On snowy days, he often shovels the sidewalk in front of the café to make sure everyone can get to coffee in the morning without slipping on the ice or having to climb snowbanks.
He also gets coffee cans full of sand and makes sure every intersection on Main Street and the hospital is sanded so people don’t slip.

Steig is also very good about remembering the birthdays of residents of the town, and stops by their workplaces to wish them a good day. And, he is a good gardener, raising a tomato patch that keeps the entire town supplied with tomatoes all summer long.

Stieg is a man who does all these things out of the goodness of his heart without asking for anything in return, saying he does them because he doesn’t like to be bored. If only there were more Terry Stiegs in our communities, can you imagine what we could do?

Mark Meier

Mark Meier, Capital Electric Cooperative, Inc.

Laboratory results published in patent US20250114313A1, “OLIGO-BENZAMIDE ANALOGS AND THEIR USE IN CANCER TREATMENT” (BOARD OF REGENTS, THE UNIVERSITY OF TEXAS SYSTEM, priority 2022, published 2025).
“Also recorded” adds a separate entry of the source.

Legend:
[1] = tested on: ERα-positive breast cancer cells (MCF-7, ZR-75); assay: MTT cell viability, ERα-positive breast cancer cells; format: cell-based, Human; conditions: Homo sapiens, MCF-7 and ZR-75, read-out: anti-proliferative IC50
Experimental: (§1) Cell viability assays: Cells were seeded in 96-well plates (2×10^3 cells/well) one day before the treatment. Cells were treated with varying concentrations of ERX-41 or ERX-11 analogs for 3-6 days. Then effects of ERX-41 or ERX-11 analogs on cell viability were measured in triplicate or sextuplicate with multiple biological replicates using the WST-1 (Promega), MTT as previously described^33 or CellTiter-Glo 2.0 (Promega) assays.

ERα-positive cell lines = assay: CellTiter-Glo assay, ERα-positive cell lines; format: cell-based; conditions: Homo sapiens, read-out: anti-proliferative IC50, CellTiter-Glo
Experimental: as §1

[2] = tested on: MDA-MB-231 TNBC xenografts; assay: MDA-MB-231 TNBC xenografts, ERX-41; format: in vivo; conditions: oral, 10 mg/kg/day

In 2009, Mark Meier quit his job to open Heaven’s Helpers Soup Café for the less fortunate members of the Bismarck-Mandan, North Dakota, community. 

The soup café serves warm meals to the homeless, working poor, elderly, individuals with disabilities, single parents, and children. It's a place where people can come in from the cold and warm up with a cup of soup, a sandwich, coffee, and desserts. But even more than that, everyone who comes through the door is treated with dignity. Volunteers act as chefs, prep cooks and wait staff, serving hot meals to those in need. 

In addition, clients who volunteer their time can earn "soup café bucks," which can be put toward a hot shower or the use of laundry facilities, which are both located in the same building.  

Meier's work isn't easy – he coordinates the many volunteers needed to run the café, leads Bible studies and prayer, plans and prepares meals using donated food items, and coordinated the renovation of the café's new location, which opened in 2017.